• These 鶹Ů-regulated establishments had completed around 456,500 worker records between them (out of a total population of around 1.1 million workers employed by 鶹Ů-regulated employers).

A sample of this size provides a solid basis for creating reliable and precise analysis about the adult social care workforce at both a national and local level.

We use data collected by the ASC-WDS to create workforce models that, in turn, allow for estimates of the whole adult social care workforce to be produced.

To do this, we make estimates of workforce characteristics (e.g. demographics, pay rates, employment statuses) for each geographical area, service type, employer type and job role combination that we report by.

These estimates are then ‘weighted’ according to coverage/completeness of the sector in each of the above areas. For example, an area with 50% coverage would use more weighted data in the final analysis than an area with 90% coverage. Using this methodology allows for the analysis to be representative of all adult social care workers even if the ASC-WDS has uneven levels of data coverage.

鶹Ů is confident in the quality of these estimates and the methodologies used have been peer reviewed by universities and an independent statistician. 

Every effort is made to ensure that information derived from the ASC-WDS is reliable.

  • In March 2023, the ASC-WDS contained information on just under half coverage of all 鶹Ů-regulated social care establishments (49%).
  • All data in the ASC-WDS has been updated or confirmed to be up to date within the last two years and most employers have updated their data in the past 12 months.
  • All data is validated at source and has been through rigorous data quality checks during the analysis.

 

Suppression and rounding for ASC-WDS publications

Coverage of the independent sector was estimated at 49% in March 2023, so the rounding outlined below reflects the degree of estimation. The local authority sector requires less rounding as the ASC-WDS has 100% coverage of the workforce (in 2023 all local authorities supplied a total number of filled posts, though other variables were not provided).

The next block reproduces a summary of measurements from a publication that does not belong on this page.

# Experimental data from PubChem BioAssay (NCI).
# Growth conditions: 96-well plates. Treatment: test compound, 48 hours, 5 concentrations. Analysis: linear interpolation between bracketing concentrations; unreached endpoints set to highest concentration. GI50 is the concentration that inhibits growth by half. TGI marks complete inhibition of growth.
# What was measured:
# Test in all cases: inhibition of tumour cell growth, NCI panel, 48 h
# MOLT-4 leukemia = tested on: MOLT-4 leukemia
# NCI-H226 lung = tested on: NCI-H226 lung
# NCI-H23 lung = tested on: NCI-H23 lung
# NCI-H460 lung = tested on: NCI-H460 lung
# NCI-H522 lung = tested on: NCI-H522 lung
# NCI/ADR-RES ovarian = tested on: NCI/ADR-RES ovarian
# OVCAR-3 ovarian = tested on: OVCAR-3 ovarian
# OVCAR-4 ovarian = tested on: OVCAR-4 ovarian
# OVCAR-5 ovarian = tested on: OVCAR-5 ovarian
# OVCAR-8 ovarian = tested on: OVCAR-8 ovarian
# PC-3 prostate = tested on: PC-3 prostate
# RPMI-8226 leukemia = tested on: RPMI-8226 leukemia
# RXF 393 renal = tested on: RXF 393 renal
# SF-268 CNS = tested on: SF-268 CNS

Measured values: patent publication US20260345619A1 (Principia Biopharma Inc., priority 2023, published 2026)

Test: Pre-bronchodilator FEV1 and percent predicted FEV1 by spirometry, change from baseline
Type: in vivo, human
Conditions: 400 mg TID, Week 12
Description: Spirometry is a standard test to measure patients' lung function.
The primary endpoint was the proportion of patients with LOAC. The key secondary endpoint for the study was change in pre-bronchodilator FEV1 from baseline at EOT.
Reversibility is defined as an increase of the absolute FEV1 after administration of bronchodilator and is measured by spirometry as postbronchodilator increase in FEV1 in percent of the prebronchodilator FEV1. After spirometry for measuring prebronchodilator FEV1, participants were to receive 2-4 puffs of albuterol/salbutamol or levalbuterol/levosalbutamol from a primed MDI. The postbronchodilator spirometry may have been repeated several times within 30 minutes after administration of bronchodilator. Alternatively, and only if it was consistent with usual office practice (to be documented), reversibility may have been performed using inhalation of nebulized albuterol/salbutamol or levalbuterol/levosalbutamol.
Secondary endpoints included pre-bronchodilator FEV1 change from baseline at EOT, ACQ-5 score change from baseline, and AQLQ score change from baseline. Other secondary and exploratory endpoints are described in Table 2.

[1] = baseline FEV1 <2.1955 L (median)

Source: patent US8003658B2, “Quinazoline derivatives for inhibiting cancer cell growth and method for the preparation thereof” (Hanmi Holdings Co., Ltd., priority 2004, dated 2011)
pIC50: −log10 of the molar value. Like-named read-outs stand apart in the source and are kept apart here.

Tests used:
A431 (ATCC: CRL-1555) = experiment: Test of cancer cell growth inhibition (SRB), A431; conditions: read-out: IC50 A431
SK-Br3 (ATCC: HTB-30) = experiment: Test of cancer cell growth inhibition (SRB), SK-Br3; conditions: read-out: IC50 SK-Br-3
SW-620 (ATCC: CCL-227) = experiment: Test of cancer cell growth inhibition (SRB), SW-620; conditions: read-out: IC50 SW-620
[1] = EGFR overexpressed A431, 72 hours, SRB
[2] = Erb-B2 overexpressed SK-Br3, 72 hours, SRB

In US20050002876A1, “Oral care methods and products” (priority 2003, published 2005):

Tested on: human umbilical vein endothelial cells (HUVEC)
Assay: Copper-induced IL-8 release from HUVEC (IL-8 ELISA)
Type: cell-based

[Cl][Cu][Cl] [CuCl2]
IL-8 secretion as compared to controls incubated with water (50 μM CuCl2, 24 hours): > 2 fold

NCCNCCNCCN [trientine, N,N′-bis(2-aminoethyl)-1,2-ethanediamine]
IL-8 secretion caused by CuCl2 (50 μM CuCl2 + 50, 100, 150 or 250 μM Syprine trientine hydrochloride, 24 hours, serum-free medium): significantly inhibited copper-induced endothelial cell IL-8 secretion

The following rounding rules have been applied to the ASC-WDS weighted workforce estimates.

Suppression 2024

  • We suppress information if there are less than 10 filled posts within any group. In some cases, for example when showing pay rates, suppression is used if there are less than 25 filled posts in a group.
  • Rounding and suppression rules are applied after any calculations (sums, averages, percentages etc.). This sometimes means numbers in tables may appear not to add up.

 Rationale for rounding and suppressing data

  • Rounding and suppression reduces the risk of identifying individuals from published figures. Even when the data contains no personally identifiable information.
  • Rounding of all figures to the nearest (see table above) prevents multiple tables being used to identify small numbers.
  • Percentages are suppressed for small groups to prevent percentages from giving away the real un-rounded figures in a table.
  • Percentages are displayed to zero decimal places unless there is a good statistical reason for using more precision.
  • Suppression reduced the risk of decisions being based on small sample sizes.

 

Our workforce estimates, publications and interactive visualisations

Our workforce estimates are used to produce national, regional and local area reports about the adult social care sector and workforce. We also publish reports about key workforce topics and interactive visualisations.

 

Requesting raw data

Read more about requesting raw analysis files in SPSS or CSV here.

Get in touch

Find out how you can use our expertise, data and understanding of the adult social care workforce

Contact us